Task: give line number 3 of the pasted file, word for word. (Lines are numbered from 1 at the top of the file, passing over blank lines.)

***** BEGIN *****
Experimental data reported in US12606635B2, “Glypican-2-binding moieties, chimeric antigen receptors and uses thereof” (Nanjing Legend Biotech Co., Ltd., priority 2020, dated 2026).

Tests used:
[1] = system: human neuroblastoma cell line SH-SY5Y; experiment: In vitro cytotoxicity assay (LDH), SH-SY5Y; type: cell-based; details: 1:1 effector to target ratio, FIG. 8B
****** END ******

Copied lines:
[1] = system: human neuroblastoma cell line SH-SY5Y; experiment: In vitro cytotoxicity assay (LDH), SH-SY5Y; type: cell-based; details: 1:1 effector to target ratio, FIG. 8B